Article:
Our Feb/Mar issue covers industry issues that matter. Plus, we visit Pearson’s deicing facility. More inside!
Business aviation is one of Canada’s most powerful, but least understood tools for economic growth, according to Rudy Toering, president and CEO of the Canadian Business Aviation Association (CBAA).
“Business aviation-operations and manufacturing combined-is an economic powerhouse, with a positive impact on our quality of life,” said Toering. “Its impact is much larger than people think. It generates a total of $10.7 billion annually, employing over 42,000 people and contributing three quarters of a billion dollars in taxes.”
Speaking at the Bombardier Training Centre, Toering also remarked on the importance of business aviation to Canada’s world-class reputation in the aerospace and aviation sectors. “Not only does business aviation generate wealth in Canada, but it enhances our international reputation as well. Bombardier, P&WC, CAE are just a few of Canada’s marquee aerospace companies with a large and lucrative business aviation client base.”
While business aircraft manufacturing is known to be highly skilled and well-paying sector that directly employs 10,800 Canadians-with 7,990 of those jobs in Quebec, the high-value impact of business aviation operations-flying those aircraft–is not as well recognized.
“Each business aircraft owned and operated in Canada generates over 12 jobs, $810,000 in wages, $2.9 million in economic outputs and $1.4 million in GDP every year-and that is just operating the aircraft, not building it,” Toering explained, noting also that the combined value of business aviation wages for manufacturing and operations averages $80,400, or 66 per cent above the national average.
“Canada is home to 1,900 business aircraft, both fixed-wing and rotary,” he said. “So the positive economic impact of business aviation is felt in every region. In fact, it is the more remote or northern regions of the country which in many ways, profit the most from the access and freedom to move that can only be provided by business aviation, which does not rely on airlines schedules or population density to fly.”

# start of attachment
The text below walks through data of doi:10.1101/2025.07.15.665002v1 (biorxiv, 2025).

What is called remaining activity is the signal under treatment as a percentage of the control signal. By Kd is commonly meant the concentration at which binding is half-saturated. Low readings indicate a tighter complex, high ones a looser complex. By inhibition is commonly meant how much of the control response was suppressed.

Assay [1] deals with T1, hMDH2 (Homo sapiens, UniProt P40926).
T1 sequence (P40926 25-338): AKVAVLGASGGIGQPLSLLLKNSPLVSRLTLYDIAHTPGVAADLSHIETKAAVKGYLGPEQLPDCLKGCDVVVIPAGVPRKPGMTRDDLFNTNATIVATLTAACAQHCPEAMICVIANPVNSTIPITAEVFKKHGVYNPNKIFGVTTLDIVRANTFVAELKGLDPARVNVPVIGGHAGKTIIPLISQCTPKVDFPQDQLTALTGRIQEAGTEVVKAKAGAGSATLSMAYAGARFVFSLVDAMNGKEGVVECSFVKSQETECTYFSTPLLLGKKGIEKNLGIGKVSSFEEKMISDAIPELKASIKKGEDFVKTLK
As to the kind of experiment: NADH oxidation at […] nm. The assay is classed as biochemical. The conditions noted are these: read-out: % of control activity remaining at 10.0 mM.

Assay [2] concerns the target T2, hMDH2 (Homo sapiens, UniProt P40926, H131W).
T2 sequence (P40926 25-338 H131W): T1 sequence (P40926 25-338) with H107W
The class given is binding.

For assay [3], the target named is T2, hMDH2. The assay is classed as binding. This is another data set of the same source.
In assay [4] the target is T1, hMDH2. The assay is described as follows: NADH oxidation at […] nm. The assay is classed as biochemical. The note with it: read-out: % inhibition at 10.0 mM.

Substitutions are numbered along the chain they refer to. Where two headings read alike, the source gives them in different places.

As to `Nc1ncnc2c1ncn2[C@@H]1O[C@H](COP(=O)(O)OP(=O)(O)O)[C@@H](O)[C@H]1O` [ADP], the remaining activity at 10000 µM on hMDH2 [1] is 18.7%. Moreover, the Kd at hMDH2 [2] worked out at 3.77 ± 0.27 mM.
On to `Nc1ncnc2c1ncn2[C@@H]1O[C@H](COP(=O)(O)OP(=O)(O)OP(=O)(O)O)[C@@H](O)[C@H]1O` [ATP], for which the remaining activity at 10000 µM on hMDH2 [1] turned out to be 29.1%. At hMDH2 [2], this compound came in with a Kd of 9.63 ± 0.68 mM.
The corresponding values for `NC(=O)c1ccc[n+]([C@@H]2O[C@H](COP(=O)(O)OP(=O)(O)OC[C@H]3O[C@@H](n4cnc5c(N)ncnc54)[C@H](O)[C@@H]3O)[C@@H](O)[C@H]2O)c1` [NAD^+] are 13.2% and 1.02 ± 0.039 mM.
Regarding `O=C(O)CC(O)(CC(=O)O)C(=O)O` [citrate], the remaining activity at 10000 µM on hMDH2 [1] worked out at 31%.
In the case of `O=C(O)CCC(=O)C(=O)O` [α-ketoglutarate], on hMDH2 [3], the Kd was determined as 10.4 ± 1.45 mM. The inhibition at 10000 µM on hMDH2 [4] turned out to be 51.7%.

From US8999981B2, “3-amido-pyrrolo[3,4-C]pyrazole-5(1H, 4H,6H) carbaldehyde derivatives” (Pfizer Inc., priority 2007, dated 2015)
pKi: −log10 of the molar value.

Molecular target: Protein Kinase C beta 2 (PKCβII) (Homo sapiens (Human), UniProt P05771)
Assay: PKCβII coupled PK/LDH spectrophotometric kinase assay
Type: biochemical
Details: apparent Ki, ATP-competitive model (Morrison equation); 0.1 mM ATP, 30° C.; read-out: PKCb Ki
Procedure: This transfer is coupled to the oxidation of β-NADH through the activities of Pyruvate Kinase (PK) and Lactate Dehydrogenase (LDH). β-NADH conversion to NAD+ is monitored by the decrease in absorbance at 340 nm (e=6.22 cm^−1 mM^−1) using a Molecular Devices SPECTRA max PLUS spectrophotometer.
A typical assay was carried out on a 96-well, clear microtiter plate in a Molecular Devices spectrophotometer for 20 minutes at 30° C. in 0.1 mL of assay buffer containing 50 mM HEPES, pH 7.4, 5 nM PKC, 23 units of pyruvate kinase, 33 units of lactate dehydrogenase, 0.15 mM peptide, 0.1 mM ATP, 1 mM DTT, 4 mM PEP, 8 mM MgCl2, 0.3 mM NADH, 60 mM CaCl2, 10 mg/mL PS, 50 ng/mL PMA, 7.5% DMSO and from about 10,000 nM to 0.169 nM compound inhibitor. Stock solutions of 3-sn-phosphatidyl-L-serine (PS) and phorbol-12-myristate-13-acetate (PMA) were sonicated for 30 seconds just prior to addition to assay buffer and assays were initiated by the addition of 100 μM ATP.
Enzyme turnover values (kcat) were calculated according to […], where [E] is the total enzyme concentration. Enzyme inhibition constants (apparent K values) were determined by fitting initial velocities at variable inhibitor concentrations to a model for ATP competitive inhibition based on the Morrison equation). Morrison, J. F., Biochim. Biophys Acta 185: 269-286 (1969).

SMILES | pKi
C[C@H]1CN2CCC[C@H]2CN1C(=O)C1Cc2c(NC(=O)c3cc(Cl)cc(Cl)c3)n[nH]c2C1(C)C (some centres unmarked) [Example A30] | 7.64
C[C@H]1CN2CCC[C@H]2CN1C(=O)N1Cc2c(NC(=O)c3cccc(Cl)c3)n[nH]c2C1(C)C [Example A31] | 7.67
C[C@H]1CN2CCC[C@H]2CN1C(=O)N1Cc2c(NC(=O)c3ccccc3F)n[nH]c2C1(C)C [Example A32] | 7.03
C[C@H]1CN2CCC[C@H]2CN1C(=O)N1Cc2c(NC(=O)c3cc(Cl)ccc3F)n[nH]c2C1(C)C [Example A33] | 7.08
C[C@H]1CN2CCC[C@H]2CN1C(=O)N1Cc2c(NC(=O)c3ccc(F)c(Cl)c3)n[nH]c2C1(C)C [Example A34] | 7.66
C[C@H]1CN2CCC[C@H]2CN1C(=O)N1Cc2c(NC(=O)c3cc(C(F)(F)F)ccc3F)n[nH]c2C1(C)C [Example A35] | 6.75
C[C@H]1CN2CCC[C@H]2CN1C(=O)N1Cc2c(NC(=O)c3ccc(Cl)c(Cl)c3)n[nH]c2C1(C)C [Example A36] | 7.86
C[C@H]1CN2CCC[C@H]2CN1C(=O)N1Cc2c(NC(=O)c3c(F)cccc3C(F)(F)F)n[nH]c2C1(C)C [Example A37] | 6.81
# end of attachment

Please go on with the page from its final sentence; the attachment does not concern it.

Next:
As the CBAA is the national advocate for business aviation, Toering also discussed its actions to address the issues faced by business aviation, emphasizing how the CBAA works to mitigate the harm that could result to companies, communities and business aircraft manufacturers as a direct result of poorly designed regulations or taxes, restrictions on airport access and other factors.
“Every time a business aviation aircraft ceases operations it costs Canada millions of dollars in lost revenue and wages and makes Canadian companies less competitive and communities more isolated. This is not good for any of us.”
Toering concluded by urging people to discard the clichés and myths about business aviation. “Business aviation is a highly effective tool that allows Canadian companies to compete internationally and Canadians to live in communities that span the entire country. We as a country would be much poorer, economically and socially, without the connectivity that only business aviation can provide.”
Electronic copies of Toering’s presentation as well as the report, the Economic Impact of Business Aviation Operations and Business Aircraft Manufacturing in Canada are available.